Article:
In the interview, one of the questions being asked is if "you have ever had trouble entering in the US?" which he also answered in the DS-260 - application form, with the correct dates of both times he tried passing the border. We are confused or even worried, if this question has a risky potential in the interview because of the word "trouble"? He wasn't troublesome, wasn't handcuffed or arrested, but had the option to withdraw his request of visit the US, in both times, which he did!! Is this trouble?

Has anyone been in the same situation? If so, what has been the best answer to give? We understood that we were naive, not to know that you can't move from Canada to US as if you move from one town to the other. The difference between countries and rules is that he needed to apply for a visa. So if he answers the same way he did at the border, which is the truth, does the embassy penalizes you for that?

Any advice, suggestions or answers from anyone here would be greatly appreciated!

Take a deep breath and let it out. You'll be fine :) I had a similar situation where I was denied twice at the border. After the second time, I didn't bother again and my husband just came to visit instead. I answered on the DS-260 about my two denials (as there was no way I was going to lie or cover it up). At my interview, I was prepared to answer questions about my 2 denials. I had the answers all mentally ready. Guess what? They never even asked me about it! Although I knew it wouldn't be a problem (they can't deny a visa just because you got denied at the border for silly reasons), I still thought I'd be asked a question or two. As a Canadian, it's nothing worth worrying about. The officers know that we cross a lot to the US, and that denials do happen. As long as one isn't denied entry due to something serious (like being suspected of being a terrorist or something), it's not an issue.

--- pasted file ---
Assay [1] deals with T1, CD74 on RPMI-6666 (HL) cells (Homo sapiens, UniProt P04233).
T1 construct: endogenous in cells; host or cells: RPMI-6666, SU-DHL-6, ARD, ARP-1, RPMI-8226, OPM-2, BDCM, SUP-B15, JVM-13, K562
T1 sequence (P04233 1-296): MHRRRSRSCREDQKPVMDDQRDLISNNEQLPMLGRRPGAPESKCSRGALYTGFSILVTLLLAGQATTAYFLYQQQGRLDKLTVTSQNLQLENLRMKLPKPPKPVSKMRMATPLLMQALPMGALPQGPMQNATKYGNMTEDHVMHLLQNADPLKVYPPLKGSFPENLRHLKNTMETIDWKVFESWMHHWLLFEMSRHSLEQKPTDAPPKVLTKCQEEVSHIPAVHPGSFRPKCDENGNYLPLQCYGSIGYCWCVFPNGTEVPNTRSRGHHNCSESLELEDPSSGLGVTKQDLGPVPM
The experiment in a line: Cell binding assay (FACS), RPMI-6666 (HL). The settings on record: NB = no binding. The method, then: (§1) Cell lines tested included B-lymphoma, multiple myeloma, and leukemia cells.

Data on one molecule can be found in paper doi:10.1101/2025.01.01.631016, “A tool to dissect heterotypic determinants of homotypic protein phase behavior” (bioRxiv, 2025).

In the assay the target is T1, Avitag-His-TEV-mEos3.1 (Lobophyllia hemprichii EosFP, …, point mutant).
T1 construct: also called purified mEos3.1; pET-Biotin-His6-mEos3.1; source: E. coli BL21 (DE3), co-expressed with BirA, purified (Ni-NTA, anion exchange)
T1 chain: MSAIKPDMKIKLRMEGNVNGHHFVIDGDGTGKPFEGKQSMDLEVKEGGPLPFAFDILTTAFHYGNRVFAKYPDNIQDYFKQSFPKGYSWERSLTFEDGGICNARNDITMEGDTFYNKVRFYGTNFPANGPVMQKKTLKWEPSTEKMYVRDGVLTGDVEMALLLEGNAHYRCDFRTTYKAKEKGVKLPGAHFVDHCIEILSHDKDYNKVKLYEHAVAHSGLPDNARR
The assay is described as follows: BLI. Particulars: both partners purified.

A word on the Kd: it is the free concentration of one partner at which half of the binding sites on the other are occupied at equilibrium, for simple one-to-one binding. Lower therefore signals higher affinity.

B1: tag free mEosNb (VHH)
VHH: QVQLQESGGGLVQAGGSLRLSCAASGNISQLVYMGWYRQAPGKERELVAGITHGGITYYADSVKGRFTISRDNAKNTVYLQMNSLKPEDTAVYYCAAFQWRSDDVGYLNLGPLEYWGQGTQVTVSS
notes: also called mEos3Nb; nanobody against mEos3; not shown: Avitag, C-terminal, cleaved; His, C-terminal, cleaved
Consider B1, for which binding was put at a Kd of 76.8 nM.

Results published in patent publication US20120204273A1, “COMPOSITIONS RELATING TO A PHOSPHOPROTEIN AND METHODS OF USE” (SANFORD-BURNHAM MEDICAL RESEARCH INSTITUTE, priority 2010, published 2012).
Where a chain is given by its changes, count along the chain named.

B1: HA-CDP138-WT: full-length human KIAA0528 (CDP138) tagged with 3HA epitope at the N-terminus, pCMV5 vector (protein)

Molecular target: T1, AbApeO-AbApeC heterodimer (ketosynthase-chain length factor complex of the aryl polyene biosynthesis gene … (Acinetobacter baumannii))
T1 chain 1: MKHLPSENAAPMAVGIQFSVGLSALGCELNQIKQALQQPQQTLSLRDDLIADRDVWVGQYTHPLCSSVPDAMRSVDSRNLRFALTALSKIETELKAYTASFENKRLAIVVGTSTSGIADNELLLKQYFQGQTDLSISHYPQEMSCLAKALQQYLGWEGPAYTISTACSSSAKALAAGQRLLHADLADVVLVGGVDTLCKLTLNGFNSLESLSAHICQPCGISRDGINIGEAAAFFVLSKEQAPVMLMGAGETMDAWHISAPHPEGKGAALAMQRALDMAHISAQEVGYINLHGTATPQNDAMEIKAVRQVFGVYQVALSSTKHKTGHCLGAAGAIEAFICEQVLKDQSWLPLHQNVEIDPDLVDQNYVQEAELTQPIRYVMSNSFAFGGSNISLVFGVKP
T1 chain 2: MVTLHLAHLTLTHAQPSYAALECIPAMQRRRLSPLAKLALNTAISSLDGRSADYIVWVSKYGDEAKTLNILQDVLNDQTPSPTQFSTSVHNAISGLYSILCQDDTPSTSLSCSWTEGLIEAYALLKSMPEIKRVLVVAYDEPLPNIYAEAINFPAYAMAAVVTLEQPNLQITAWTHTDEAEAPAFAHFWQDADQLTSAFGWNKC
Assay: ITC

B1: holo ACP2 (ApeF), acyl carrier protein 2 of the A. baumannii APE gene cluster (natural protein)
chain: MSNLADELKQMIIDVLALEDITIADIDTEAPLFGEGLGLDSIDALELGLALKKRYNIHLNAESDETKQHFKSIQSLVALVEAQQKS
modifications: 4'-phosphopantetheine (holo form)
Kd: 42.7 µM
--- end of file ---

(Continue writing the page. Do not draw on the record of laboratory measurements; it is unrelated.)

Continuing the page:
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Filed: IR-1/CR-1 Visa Country: Canada
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Thank you so much for your fast reply!!

Saylin, since you have been through the same situation, my next question will be around preparation for proof of relationship. Besides the Marriage Certificate, did they ask you for pictures, e-mails, proof of spouse's visits?

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Thank you so much for your fast reply!!

Saylin, since you have been through the same situation, my next question will be around preparation for proof of relationship. Besides the Marriage Certificate, did they ask you for pictures, e-mails, proof of spouse's visits?

Besides the required documents, they asked for no proof of relationship. Montreal is really easy in this aspect. It's very rare to be asked for proof of relationship. I still most definitely suggest bringing it, but it's likely you won't be asked at all for it. The interview is also very short (compared to other countries). I was in the actual interview room less than 5 minutes. Was only asked two questions. I suggest you read my review (found by clicking on the 'timeline' button to the left) :)